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Anakinra: a silver lining in COVID-19?

Dear Editor,

In the recent review article Blocking IL-1 to prevent respiratory failure in COVID-19 by Dr. Veerdonk and Dr. Netea [1], they have implicated the importance IL-1 signaling in severe COVID-19 pathogenesis and proposed anakinra as a therapeutic intervention. I would like to humbly add some views to it; in severe COVID-19 pathology, higher amounts of microthrombi deposition can lead to the blockage in the capillaries and arteries culminating in hypoxic condition and ensuing necrosis-like events. In fact, autopsy studies have reported necrotic events of lung pneumocytes in severe COVID-19 patients [2]. Also, high serum levels of receptor-interacting protein kinase 3 (RIPK-3) in severe patients corroborate necroptosis too [3].

The damage-associated molecular pattern IL-1α (alarmin) liberated by necrotizing lung epithelial cells could be one of the initial cytokine produced during COVID-19 pathogenesis [4]. IL-1α by further engagement to IL-1R lead to the production of an array of chemokines and cytokines [4]. IL-1β, IL-6, TNF-α, GM-CSF, IL-17, CXC chemokines, CCL chemokines, etc. are some of the few upregulated cytokines/chemokines in severe COVID-19 responsible for exacerbating the lung pathophysiology by fueling up infiltration of macrophages/neutrophils, hypercoagulability, and fibrosis phenomena [1]. Interestingly, IL-17, IL-6, GM-CSF, HIF-α, and CXC chemokines are regulated by IL-1β. The hypercoagulability with thromboembolic indications in severe patients is attributed to platelet activation and platelet monocyte aggregation, leading to the induction of tissue factor (TF) [5]. Also, IL-1β is known to positively regulate TF expression. Taming the cytokine storm can be an effective management strategy and IL-1 signaling might play a crucial role in the pathogenesis of the disease. It could be initial necrosis liberating IL-1α, which drives amplifying inflammation loop eventually leading to inflammasome-dependent pyroptosis determining the severity of the disease. Anakinra (IL-1α and IL-1β blocker) has shown greatly reduced mortality, need for invasive mechanical ventilation, and bettering oxygenation status in severe COVID-19 patients in smaller clinical studies [1]. Hence, anakinra might be effective in managing the severe pandemic state; more so, it is a well-tolerated molecule with no adverse effects. Larger controlled clinical trials with anakinra are much warranted to test the efficacy unequivocally.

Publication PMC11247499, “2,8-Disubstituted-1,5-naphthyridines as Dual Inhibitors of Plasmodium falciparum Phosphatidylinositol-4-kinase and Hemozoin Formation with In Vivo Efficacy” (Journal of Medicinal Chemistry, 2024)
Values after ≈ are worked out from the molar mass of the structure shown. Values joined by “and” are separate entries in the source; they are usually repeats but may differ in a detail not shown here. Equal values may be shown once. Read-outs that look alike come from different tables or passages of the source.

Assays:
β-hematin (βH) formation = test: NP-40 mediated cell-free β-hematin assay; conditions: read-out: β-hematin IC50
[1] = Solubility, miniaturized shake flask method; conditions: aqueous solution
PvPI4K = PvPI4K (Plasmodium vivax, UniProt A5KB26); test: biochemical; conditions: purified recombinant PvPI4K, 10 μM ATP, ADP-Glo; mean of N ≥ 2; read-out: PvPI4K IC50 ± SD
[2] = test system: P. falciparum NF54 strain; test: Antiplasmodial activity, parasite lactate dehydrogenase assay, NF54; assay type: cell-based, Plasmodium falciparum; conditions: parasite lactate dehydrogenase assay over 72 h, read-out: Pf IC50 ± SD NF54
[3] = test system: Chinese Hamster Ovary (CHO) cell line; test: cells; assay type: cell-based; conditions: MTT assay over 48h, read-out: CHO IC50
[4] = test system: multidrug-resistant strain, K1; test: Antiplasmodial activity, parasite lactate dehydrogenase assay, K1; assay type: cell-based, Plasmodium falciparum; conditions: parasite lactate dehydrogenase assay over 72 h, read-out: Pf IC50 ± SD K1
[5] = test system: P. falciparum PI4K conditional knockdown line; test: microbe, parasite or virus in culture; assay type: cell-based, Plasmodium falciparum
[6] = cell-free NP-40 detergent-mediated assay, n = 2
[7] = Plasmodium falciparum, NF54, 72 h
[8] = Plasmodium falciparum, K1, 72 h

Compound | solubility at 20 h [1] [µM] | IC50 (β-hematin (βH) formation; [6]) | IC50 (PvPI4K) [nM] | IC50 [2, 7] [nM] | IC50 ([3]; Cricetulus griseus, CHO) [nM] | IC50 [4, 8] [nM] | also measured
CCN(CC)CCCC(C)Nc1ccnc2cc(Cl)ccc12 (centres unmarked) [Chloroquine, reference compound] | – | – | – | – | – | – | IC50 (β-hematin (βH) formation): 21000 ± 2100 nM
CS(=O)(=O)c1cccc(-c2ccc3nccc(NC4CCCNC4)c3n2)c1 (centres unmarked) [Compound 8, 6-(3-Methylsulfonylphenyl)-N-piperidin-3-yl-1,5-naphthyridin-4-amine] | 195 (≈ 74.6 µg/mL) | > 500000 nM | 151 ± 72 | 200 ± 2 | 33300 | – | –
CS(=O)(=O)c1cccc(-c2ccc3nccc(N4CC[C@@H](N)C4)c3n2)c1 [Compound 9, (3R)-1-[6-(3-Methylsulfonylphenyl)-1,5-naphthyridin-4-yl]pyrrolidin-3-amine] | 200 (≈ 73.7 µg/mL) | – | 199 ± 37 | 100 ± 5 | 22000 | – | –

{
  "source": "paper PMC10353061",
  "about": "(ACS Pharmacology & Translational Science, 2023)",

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Literature survey


  1. 1.

    van de Veerdonk FL, Netea MG. Blocking IL-1 to prevent respiratory failure in COVID-19. Crit Care. 2020.

  2. 2.

    Carsana L, Sonzogni A, Nasr A, Rossi RS, Pellegrinelli A, Zerbi P, et al. Pulmonary post-mortem findings in a series of COVID-19 cases from northern Italy: a two-centre descriptive study. Lancet Infect Dis. 2020.

  3. 3.

    Nakamura H, Kinjo T, Arakaki W, Miyagi K, Tateyama M, Fujita J. Serum levels of receptor-interacting protein kinase-3 in patients with COVID-19. Crit Care. 2020.

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Rahul is very grateful to Dr. Kate Fitzgerald and Dr. Doug Golenbock (UMASSMED) for the initial insightful discussion.


The study has not received any funding as yet.

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Rahul did the literature survey and wrote the manuscript. The author read and approved the final manuscript.

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Correspondence to Rahul Gupta.

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Gupta, R. Anakinra: a silver lining in COVID-19?. Crit Care 24, 598 (2020).

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